Wednesday, April 7, 2010


In ecology, one of the more fascinating topics is symbiotic relationships. 3 types of symbiotic relationships exist: mutualism, commentialism, and parasitism (1). Mutualistic symbiosis is a type where 2 organism may coexist to better each other's chances of survival, so natural selection would proliferate this type of relationship. For example, the stinging ant/hollow tree relationship Coyne discusses on page 121 is mutualistic. A commentialistic relationship is one where both organisms coexist, but neither receives any benefit (sometimes very little benefit) or harm this existence. The last type of relationship is parasitic; this means that one organism is harmed, while the other benefits. Usually, a parasitic relationship ends with the host organism dying, taking the parasite along with it.

How would killing of the parasite's host be beneficial to the parasite, if it will die as well? Would it not seem logical that genes would be selected that stop the parasite from growing too large or too harmful, to maximize its own life span, and thus its reproductive success?

1: Campbell, P. 1202-1203


  1. Quick note before answering the question: I think you meant to say a commensalistic relationship instead of a “commentialistic” relationship, and a commensalistic relationship is where one organism benefits from an interaction and the other organism is neither helped nor harmed.

    According to the Campbell book, “many parasites have complex life cycles involving multiple hosts”. When infecting a host, a parasite gradually leads to the declining health of the organism, but when the organism is near death or dying, the nutrition that it is able to extract from the host will be considerably lessening. Therefore, most parasites have certain tactics of changing hosts so that they do not die along with their hosts. For example, ticks can live as ectoparasites on moose, weakening the moose by withdrawing blood and causing hair breakage and loss, increasing the chance that the moose will die from cold stress or predation by wolves. If the moose then dies from the cold, scavengers will likely consume it, whereupon the parasite will be able to extract nutrients from another host, and if wolves consume the moose, then the parasite will be able to infect another host and survive.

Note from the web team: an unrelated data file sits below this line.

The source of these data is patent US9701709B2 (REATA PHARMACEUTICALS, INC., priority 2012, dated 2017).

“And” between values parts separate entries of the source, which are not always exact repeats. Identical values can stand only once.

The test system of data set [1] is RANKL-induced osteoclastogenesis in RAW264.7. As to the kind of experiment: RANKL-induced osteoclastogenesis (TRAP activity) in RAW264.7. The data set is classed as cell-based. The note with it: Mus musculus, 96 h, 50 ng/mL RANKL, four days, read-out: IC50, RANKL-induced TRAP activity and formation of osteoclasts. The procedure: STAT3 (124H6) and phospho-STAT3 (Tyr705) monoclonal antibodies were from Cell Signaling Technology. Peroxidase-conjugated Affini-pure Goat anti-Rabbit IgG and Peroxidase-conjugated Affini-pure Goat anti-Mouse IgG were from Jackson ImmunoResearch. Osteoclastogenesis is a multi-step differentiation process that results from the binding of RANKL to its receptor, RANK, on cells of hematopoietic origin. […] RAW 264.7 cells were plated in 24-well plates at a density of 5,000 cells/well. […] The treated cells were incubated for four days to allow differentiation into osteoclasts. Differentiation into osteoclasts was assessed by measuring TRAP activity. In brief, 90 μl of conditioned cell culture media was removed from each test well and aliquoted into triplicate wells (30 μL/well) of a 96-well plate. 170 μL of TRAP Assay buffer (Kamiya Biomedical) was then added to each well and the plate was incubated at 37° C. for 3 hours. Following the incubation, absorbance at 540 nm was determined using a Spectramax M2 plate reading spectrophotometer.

You bring up a valid point when you say that evolution of parasites would likely lead to the maximization of their lifespans, and it is seen through their ability to change hosts that their traits are advantageous for survival.

  2. Natural selection most likely occurs to benefit the individual. Therefore, when a parasite dies along with the host, most likely it has attained maximum living capacity.

    Mutualism, such as with roots and fungi (mycorrhizae) is successful for both species where one takes advantage of another and vice versa. It appears that not all life forms are able and willing to experience the most logical form of behavior, like with commensalisms where one benefits and the other is not harmed or benefited, parasitism is inevitable.
    Like with humans, the immune systems of vertebrates have responses that defend against various pathogens, but evolution calls for mutation and natural selection.